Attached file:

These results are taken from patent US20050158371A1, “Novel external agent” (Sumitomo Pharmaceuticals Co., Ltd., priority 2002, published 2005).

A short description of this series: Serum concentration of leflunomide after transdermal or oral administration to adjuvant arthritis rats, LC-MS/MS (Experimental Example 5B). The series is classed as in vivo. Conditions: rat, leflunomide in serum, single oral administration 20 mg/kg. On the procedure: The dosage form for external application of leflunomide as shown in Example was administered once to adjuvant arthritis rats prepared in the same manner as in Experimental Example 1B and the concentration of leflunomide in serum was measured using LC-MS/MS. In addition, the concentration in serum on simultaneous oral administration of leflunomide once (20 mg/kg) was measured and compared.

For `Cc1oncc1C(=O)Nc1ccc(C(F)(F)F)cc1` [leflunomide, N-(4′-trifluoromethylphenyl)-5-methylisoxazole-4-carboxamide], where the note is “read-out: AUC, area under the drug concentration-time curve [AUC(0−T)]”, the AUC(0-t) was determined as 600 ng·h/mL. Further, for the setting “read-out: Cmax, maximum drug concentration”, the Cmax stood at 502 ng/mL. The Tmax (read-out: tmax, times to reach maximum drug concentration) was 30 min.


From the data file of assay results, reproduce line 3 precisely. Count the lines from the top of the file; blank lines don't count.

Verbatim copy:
For `Cc1oncc1C(=O)Nc1ccc(C(F)(F)F)cc1` [leflunomide, N-(4′-trifluoromethylphenyl)-5-methylisoxazole-4-carboxamide], where the note is “read-out: AUC, area under the drug concentration-time curve [AUC(0−T)]”, the AUC(0-t) was determined as 600 ng·h/mL. Further, for the setting “read-out: Cmax, maximum drug concentration”, the Cmax stood at 502 ng/mL. The Tmax (read-out: tmax, times to reach maximum drug concentration) was 30 min.